White Sox shortstop Tim Anderson has played only one season in the big leagues. It was a good season, though, as the rookie hit .283/.306/.432 (OPS+ 102) with nine homers and ten stolen bases in 99 games.
As Bill mentioned last night, he and the White Sox were reported to be in talks about a long term deal. A few minutes ago Ken Rosenthal reported that a deal had been struck:
UPDATE: Bob Nightengale reports that the deal is six-years, $25 million. That is close to the record for a contract given to a player with less than a year of service time. Chris Archer received a $25.5 million deal after the 2013 season, though it had some contingencies in it regarding his Super Two status that could’ve brought it down lower. This may be the largest guaranteed deal for a player with such little service time.
The White Sox selected Anderson in the first round — 17th overall — in the 2013 draft. He was a consensus top-100 prospect going into the 2015 season and was a consensus top-50 heading into last season, even earning a No. 19 overall ranking from Baseball Prospectus.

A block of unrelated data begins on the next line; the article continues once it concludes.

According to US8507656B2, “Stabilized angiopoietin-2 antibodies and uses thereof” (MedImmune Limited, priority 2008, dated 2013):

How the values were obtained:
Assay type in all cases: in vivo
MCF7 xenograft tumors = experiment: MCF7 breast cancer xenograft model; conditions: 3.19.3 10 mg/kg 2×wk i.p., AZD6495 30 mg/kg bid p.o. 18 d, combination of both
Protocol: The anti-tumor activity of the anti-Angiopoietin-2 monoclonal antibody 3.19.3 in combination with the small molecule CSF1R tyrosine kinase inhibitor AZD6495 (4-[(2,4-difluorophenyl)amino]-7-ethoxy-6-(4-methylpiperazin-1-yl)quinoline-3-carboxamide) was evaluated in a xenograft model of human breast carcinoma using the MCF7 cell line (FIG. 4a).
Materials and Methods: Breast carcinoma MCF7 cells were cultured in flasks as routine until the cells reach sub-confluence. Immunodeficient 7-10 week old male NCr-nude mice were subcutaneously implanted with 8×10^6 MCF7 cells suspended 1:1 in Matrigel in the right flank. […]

Yesterday Mike Trout left the Marlins-Angels game after hurting his thumb while sliding head first into second base. After the game the Angels talked about it as if it were just a sprain. Trout had an MRI today, however, and the diagnosis is far worse: he has a torn thumb ligament.
While a treatment option has not yet been chosen, surgery is a possibility. A certainty is that he’ll miss, at the very least, several weeks of play. He has been placed on the disabled list for the first time in his career.
Trout, the reigning AL MVP and, without question, the best player in baseball, is batting .337/.461/.742 with 16 home runs, 36 RBI, 36 runs scored, and 10 stolen bases in 206 plate appearances this season. Even with the one of the weaker supporting casts in baseball, Trout had the Angels near .500 and in at least arguable contention in the AL West.
Without him, they are likely sunk. Without him, baseball is worse off.
SAN FRANCISCO — Nationals slugger Bryce Harper and San Francisco reliever Hunter Strickland both landed punches to the head during a wild brawl that erupted Monday after a hit by pitch.
Harper was hit in the right hip by Strickland’s 98 mph fastball in the eighth inning with Washington ahead 2-0.
Harper pointed the bat toward Strickland, charged the mound and fired his batting helmet wide of the pitcher. They started to swing away and they each connected as the benches and bullpens emptied.
At least two Giants players forcefully dragged Strickland from the middle of the brawl all the way into the dugout. Harper and Strickland were both ejected.
In the 2014 NL Division Series, Harper hit two home runs off Strickland. After the star’s second shot, in Game 4, he stared at Strickland as he rounded the bases.